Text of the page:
Hasan bey Zardabi
Həsən bəy Zərdabi
June 28, 1842
|Died||November 28, 1907 (aged 70)|
|Alma mater||Moscow State University|
Hasan bey Zardabi (Azerbaijani: Həsən bəy Zərdabi, [hæsænˈbæj zærdɑˈbi]), born Hasan bey Salim bey oglu Malikov (Azerbaijani: Həsən bəy Səlim bəy oğlu Məlikov, [hæsænˈbæj sælimˈbæj oːˈlu ˈmælikof]; 28 June 1842 — 15 November 1907), was an Azerbaijani journalist and intellectual, founder of the first Azeri-language newspaper Akinchi ("The Ploughman") in 1875.
Zardabi was born in Zardab, then a small village on the Kura River to the west of Baku. He had studied in the Russian school in the city of Shamakhi and later (after receiving a government scholarship) in Tiflis before being admitted to the department of mathematics and physics at Moscow University in the 1860s. Upon graduating he was appointed administrator in the Land Survey Administration in Tiflis and afterwards in the judiciary in Guba. He quit that position to become a science teacher at a secondary school in Baku, where he established a benevolent society to help raise money to make it possible for children of Muslim parents to receive modern education at Russo-Muslim schools.
Initially he supported the Russian rule but later re-evaluated his estimation of Russia and the benefits of imperial rule. The emerging Azeri intelligentsia regarded Russia as channel to the European Enlightenment, criticized Islamic practices, and promoted the use of Azeri as a vehicle of local cultural expression. In their struggle for change and transformation, as Audrey Altstadt explains, the Azerbaijani intelligentsia grew to understand that it need not, indeed could not, reject its own cultural heritage. Zardabi came to such a conclusion as a result of his long years in exile in the small village of Zardab.
In 1875, he founded Akinchi, the first independent newspaper to appear in Azerbaijani language in the Russian Empire. Naming itself as Akinchi (ploughman), this paper addressed itself primarily to the peasant reader in accordance with Zardabi's Narodnik(Populist) ideas, that was dominant in universities of Russia in that era .The preferred language of expression among literate people was Persian and they reacted with hostility to using "unprintable idiom of common folk" (Azeri). The circle of its contributors consisted mainly of Sunnis like Zardabi, whose innuendos that Persia was a backward and inhuman country provoked widespread indignation. This newspaper was shut down several times by the Russian authorities as "harmful and politically unreliable". "In Azerbaijan in the fall of 1877 the police were busy arresting a large number of educated "Tatars" (Russian administration referred to Azeris as "Tatars") for such activities as forming circles and distributing anti-government propaganda." After the closure of Akinchi in 1877 Zardabi was exiled to his native village.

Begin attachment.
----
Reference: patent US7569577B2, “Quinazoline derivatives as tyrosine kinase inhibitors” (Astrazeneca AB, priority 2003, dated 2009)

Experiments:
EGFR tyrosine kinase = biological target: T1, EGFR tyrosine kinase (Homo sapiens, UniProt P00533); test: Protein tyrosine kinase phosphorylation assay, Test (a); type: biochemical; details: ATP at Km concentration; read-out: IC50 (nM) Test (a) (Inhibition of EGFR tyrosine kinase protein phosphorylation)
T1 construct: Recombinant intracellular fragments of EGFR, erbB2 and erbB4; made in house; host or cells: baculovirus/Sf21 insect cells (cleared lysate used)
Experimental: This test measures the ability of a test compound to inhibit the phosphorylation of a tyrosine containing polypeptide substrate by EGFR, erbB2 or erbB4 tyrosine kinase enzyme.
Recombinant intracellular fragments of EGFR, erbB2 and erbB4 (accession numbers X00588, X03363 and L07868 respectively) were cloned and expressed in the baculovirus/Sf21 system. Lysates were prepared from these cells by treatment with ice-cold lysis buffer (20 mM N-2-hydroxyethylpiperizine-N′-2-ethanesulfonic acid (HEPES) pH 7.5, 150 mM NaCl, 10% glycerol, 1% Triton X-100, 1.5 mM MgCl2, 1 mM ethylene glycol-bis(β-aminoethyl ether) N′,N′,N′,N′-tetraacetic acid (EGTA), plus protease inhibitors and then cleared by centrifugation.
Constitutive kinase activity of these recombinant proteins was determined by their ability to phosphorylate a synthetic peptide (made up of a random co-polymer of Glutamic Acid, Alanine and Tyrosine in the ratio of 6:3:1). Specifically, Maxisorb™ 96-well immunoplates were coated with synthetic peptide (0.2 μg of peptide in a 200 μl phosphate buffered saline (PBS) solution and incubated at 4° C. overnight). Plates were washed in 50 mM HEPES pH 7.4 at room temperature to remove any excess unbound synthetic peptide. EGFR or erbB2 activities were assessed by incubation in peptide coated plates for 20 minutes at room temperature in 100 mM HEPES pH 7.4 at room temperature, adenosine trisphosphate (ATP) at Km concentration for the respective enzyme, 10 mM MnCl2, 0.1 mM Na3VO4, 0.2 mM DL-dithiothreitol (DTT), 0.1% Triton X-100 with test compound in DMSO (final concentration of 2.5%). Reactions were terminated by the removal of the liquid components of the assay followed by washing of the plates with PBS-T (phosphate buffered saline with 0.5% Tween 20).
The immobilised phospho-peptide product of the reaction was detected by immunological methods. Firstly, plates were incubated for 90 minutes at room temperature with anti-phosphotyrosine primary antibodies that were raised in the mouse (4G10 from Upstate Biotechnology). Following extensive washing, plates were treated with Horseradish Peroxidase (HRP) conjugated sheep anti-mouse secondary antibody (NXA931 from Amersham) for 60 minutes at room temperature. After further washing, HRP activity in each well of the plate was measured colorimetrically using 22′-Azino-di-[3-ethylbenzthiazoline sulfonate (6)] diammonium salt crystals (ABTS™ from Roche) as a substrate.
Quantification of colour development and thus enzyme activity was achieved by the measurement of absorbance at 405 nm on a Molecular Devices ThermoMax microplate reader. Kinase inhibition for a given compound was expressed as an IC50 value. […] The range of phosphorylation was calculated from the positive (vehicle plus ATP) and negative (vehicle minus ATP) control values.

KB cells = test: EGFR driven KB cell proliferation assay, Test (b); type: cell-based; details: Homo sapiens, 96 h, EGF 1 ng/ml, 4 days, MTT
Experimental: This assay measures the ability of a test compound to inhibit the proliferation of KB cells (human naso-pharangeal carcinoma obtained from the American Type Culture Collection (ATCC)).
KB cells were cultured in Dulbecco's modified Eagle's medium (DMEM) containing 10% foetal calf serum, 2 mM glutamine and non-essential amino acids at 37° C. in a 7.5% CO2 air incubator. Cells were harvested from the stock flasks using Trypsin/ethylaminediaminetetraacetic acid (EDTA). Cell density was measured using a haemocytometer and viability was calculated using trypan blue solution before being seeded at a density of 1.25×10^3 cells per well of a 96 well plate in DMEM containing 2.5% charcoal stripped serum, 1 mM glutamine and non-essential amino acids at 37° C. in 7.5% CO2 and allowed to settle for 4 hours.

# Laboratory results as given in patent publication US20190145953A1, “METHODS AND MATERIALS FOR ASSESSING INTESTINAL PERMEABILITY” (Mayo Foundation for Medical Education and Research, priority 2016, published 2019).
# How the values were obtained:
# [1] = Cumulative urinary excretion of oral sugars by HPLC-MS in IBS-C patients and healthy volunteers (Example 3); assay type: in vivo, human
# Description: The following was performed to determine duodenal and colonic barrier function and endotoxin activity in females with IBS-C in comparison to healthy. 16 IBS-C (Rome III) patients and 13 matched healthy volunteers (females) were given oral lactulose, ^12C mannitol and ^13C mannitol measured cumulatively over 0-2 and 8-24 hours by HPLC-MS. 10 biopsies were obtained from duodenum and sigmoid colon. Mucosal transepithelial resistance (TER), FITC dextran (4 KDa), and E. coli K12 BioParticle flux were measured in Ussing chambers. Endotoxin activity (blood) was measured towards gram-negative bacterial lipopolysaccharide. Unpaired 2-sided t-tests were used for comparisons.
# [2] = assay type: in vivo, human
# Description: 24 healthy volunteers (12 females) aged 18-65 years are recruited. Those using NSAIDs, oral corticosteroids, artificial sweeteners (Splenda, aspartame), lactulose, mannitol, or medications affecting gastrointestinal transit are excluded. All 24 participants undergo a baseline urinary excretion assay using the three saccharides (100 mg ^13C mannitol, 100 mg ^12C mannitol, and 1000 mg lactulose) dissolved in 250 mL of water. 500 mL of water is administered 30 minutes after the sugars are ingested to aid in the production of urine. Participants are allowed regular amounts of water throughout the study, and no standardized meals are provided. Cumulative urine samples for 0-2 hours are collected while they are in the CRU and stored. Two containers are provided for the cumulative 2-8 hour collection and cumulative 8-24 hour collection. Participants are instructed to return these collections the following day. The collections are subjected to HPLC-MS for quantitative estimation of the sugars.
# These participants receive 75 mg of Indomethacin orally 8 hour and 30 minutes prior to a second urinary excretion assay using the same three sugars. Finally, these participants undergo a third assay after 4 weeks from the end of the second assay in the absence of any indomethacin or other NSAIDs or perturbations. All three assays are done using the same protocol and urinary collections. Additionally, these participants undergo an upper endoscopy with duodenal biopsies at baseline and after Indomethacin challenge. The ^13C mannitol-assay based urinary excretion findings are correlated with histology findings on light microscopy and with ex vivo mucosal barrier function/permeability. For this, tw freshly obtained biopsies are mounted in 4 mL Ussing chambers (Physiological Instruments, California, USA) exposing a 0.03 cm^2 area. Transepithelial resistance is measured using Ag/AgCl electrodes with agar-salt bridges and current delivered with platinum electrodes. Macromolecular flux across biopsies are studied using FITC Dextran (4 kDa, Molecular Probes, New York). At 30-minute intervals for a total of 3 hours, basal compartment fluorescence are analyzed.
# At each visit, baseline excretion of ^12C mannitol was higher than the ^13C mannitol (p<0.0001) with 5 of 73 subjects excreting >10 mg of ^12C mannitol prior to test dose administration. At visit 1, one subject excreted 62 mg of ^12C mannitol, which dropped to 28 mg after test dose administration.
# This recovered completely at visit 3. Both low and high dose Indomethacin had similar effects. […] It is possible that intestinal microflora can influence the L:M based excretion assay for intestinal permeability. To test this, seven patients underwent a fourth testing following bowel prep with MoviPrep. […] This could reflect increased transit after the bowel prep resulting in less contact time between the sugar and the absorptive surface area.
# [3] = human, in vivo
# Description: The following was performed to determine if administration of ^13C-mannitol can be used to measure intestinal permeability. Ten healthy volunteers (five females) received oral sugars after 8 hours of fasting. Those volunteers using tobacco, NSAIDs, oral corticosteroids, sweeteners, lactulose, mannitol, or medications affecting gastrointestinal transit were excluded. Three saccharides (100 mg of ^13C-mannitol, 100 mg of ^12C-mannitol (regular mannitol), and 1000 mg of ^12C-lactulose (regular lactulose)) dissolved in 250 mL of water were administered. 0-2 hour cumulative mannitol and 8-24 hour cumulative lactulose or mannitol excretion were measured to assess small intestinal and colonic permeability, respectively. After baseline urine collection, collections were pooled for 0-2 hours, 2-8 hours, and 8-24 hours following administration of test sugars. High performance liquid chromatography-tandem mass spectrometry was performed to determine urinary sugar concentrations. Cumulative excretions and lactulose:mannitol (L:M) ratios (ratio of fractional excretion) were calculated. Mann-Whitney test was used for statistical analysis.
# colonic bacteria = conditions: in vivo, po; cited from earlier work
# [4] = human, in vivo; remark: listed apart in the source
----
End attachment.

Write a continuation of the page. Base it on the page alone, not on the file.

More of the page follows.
In 1905, however, he resumed his cultural activities by becoming a reporter for the progressive Hayat newspaper. In his articles, he called upon cultural unification of Muslims in Russia and the establishment of a unified Turkic language that will ensure progress and social development by helping Muslims move away from the tradition of writing in Persian and Arabic which, in Zardabi's view, were used by the power-hungry Muslim clergy to spread reactionism and conservatism.
Zardabi died in 1907 in his home town.